New York is very much alive

Three great poets

At CUNY Grad Center, Victor Hernandez Cruz, David Henderson, Ammiel Alcaly

Empire State, Halloween

New York City is very much alive.  While 8 people died from a terrorist attack even as tiny ghouls, smurfs, pirates, heros and sheros walked about with huge bags demanding candy.  Meanwhile those with little or nothing on shivered in the chilly Halloween weather.

New York City is very much alive. While the mayoral race is on, many people are learning what they can and cannot do politically.  Politics in this state must change-new people should be allowed to run; new voices need to be heard.  Too much is done as if this was the 19th century.

New York City is very much alive.  At the CUNY Grad Center Victor Hernandez Cruz read from his latest book and one of his oldest and best poems to a group of grad students, fellow poets like Don Yorty and me and then he sat down for a public interview.  It was fun.

New York City is very much alive and moving and dealing with possible deaths and awful disruptions and yet the masks and costumes; the candy and liquor; the poets and critics were all out and about.  Truck drivers, shoe bombers, radicalized racists won’t stop the music of any great city.

Tribute to Amiri Baraka, April 5, St. Mark’s Church, Manhattan


photograph by Patricia Spears Jones

The Poetry Project and Cave Canem did a great job of paying homage to Amiri Baraka/Leroi Jones poetic roots and branches this afternoon. Poets and musicians performed Baraka’s works and/or paid tribute in poems to him. Quincy Troupe’s “Avalanche” had us thinking of Baraka’s welcome to that “unknown country” that he has now gone to. Julie Patton deconstructed his name melody collaborating with a bassist. David Henderson read his work/a Baraka poem and also a fine poem from Diane DiPrima. Cornelius Eady and Rough Music (Poetry’s house band) did a gorgeous multi-vocal arrangementl. I was also moved by Tracie Morris and Vijay Iyer’s deconstruction of “My Favorite Things”.
Bob Holman’s exegesis on Baraka’s most famous poem, you know the one about 9-11, the one that got the New Jersey legislature to remove the Poet Laureate position, which as Bob pointed out leads Baraka to be New Jersey Poet Laureate in perpetuity. It was a masterful critique of the poem, poet and situation. Thank you Bob Holman.
Steve Dalachinsky almost matched his wonderful performance at Jayne Cortez’ memorial last year w/ a wonderful piece in collaboration Matthew Shipp. Greg Tate brought some of Baraka’s prose from Black Music (me thinks “The Changing Same” is one of the great essays of the 20th century, just saying) reading a short riff on Wayne Shorter. And Martha and Basil King who met “Leroi” in the 1950s, Latasha Diggs, Toi Dericotte and James Brandon Lewis added to a generous and diverse group of poetic and musical voices in the tribute.
I almost left and then I realized I had to stay for Anne Waldman, who along with Henderson, Troupe, the Kings was a long time friend of Baraka and so her perspective had to be heard. She read a lovely elegy from Hettie Jones, Baraka’s first wife. Anne also discussed Baraka’s connection to Naropa. and the she and her band Ambrose Bye, Steven Taylor, and Devin Waldman served the material well. Because Anne did a fiery version of “BLACK DADA NIHILISMUS from “The Dead Lecturer”. I remembered how fascinated I am by the readings of poems across genders and Baraka was very much the enraged hetero male and Anne brought out her masculine side and worked those words. And then she ended with a kind of blessing on Baraka’s spirit and for all of us from her own summoning of female power.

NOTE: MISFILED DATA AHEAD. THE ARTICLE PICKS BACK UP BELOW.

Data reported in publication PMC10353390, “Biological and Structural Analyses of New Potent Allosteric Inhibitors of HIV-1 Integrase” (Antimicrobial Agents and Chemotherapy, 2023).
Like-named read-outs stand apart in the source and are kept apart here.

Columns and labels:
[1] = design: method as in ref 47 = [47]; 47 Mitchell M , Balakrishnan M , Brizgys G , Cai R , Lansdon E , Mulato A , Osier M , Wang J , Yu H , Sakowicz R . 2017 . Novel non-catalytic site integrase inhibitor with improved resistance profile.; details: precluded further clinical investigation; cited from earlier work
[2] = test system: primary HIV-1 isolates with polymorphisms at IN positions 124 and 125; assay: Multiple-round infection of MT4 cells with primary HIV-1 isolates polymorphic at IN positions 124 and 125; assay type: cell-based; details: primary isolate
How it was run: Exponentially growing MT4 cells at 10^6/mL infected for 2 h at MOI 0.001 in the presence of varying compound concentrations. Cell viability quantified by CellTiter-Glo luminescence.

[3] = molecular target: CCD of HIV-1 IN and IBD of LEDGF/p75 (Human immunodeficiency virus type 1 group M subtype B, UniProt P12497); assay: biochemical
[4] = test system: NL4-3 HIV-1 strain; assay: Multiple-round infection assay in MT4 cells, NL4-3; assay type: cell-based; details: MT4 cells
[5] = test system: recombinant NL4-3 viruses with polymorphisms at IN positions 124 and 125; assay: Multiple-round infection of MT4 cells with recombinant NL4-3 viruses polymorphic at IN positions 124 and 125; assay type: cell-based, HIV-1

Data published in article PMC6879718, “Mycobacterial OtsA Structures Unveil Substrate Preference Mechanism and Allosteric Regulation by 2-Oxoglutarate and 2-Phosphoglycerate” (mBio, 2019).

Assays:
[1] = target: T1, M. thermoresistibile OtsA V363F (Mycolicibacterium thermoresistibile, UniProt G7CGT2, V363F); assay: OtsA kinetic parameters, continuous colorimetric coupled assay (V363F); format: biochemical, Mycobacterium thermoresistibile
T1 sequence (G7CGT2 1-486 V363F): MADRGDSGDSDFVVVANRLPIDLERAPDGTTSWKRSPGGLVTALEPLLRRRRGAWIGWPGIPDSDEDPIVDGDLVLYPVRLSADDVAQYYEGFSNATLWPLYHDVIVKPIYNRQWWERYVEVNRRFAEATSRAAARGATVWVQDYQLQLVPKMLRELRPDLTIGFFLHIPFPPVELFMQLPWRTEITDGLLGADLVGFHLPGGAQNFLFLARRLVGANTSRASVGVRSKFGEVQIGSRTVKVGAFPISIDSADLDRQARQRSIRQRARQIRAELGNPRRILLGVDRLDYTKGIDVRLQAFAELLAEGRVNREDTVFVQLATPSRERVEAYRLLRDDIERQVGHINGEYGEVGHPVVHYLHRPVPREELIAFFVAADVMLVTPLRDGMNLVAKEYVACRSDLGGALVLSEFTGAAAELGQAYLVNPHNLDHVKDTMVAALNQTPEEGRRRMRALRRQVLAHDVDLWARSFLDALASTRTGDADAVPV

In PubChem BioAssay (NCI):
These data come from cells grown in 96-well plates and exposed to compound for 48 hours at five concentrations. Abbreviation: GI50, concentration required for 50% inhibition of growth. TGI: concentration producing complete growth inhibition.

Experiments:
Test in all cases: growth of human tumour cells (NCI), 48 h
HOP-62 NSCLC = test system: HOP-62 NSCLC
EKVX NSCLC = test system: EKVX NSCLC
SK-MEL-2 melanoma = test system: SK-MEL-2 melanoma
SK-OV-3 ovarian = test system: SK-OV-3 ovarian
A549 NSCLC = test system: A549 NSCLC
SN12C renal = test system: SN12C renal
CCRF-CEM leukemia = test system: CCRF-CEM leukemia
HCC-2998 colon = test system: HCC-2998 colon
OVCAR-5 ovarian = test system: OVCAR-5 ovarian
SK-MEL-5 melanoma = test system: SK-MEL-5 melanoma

I agree with Ammiel Alcalay who remarked that there are more works to unearth from Amiri Baraka and that he was extremely generous to the scholars and poets at CUNY Grad Center. Baraka, indeed all of the poets, Black and White who created the downtown literary scene deserve more scrutiny, to be read, wrestled with. They were not all Beats or Buddhists. They were as diverse as the neighborhood they lived and worked in. I am a huge O’Hara fan as many of my friends know, but I am also glad to have been part of the downtown scene in it’s third iteration in the 1970s w/ Anne and Lewis Warsh and Bernadette Mayer and Ted Greenwald and dear dear Lorenzo Thomas as my mentors, teachers, friends. It is good to see Bernadette and Ted begin to get their due and Lewis is now carving out more poets at LIU. As Steve Cannon told me, “Roi” always came back”. In many ways Baraka went back to Newark but Leroi/Amiri came to New York for friends, fun, the chance to wear his boogie shoes. And finally, Oliver Lake’s solo was extraordinary and his tribute poem a thing of great joy and admiration. Plus, he wore the most beautiful garment-truly a shirt of many colors. Where ever Baraka is he was tapping his feet.
I thank all the poets/ musicians and all the great people who made their way to the Sanctuary to pay tribute.


photograph by Patricia Spears Jones